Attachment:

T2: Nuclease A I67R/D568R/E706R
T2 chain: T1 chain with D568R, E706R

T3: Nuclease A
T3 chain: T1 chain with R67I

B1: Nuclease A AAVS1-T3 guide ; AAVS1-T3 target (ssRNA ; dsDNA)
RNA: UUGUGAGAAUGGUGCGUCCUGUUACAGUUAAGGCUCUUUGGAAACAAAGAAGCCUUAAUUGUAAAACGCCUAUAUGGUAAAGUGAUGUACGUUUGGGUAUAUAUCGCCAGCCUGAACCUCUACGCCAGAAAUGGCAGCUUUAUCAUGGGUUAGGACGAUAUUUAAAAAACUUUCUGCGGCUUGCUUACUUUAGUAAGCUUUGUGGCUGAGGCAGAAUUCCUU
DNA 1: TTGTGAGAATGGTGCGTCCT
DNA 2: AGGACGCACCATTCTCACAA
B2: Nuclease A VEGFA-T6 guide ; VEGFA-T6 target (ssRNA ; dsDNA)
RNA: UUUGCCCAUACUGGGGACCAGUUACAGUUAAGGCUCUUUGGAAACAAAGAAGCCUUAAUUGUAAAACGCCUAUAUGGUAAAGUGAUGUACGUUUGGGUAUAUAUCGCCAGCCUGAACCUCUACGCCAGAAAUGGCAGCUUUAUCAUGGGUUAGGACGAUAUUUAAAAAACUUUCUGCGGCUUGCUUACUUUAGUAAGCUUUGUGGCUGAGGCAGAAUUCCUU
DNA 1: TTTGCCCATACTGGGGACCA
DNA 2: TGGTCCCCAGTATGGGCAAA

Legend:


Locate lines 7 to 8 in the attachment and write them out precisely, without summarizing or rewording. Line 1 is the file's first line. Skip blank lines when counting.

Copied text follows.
DNA 1: TTGTGAGAATGGTGCGTCCT
DNA 2: AGGACGCACCATTCTCACAA